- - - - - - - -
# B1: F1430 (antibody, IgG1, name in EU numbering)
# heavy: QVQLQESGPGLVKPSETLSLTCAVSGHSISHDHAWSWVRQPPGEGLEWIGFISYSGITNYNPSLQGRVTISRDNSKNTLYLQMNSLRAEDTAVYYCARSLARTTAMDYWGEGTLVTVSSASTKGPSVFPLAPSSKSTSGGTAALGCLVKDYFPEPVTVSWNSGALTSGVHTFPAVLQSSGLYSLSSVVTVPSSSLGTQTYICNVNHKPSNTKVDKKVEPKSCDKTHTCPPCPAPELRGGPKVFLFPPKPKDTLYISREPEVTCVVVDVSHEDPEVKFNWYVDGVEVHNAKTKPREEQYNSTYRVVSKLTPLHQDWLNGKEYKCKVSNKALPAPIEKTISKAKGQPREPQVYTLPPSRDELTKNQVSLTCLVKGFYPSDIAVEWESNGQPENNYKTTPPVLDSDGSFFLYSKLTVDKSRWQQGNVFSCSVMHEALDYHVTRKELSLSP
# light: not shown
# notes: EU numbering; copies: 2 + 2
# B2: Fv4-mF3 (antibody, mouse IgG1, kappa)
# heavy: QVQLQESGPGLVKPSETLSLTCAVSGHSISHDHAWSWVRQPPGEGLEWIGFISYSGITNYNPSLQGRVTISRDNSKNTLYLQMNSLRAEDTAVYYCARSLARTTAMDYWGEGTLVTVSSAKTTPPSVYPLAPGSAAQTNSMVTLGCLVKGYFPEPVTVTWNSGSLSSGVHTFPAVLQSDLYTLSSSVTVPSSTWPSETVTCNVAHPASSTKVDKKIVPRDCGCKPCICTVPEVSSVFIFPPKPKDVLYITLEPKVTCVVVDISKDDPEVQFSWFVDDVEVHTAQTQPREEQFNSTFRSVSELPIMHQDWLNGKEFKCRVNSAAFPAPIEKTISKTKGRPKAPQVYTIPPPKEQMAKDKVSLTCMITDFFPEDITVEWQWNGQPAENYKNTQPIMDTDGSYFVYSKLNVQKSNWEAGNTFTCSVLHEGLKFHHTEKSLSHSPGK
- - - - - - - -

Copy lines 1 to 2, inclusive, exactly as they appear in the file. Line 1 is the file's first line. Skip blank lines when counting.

# B1: F1430 (antibody, IgG1, name in EU numbering)
# heavy: QVQLQESGPGLVKPSETLSLTCAVSGHSISHDHAWSWVRQPPGEGLEWIGFISYSGITNYNPSLQGRVTISRDNSKNTLYLQMNSLRAEDTAVYYCARSLARTTAMDYWGEGTLVTVSSASTKGPSVFPLAPSSKSTSGGTAALGCLVKDYFPEPVTVSWNSGALTSGVHTFPAVLQSSGLYSLSSVVTVPSSSLGTQTYICNVNHKPSNTKVDKKVEPKSCDKTHTCPPCPAPELRGGPKVFLFPPKPKDTLYISREPEVTCVVVDVSHEDPEVKFNWYVDGVEVHNAKTKPREEQYNSTYRVVSKLTPLHQDWLNGKEYKCKVSNKALPAPIEKTISKAKGQPREPQVYTLPPSRDELTKNQVSLTCLVKGFYPSDIAVEWESNGQPENNYKTTPPVLDSDGSFFLYSKLTVDKSRWQQGNVFSCSVMHEALDYHVTRKELSLSP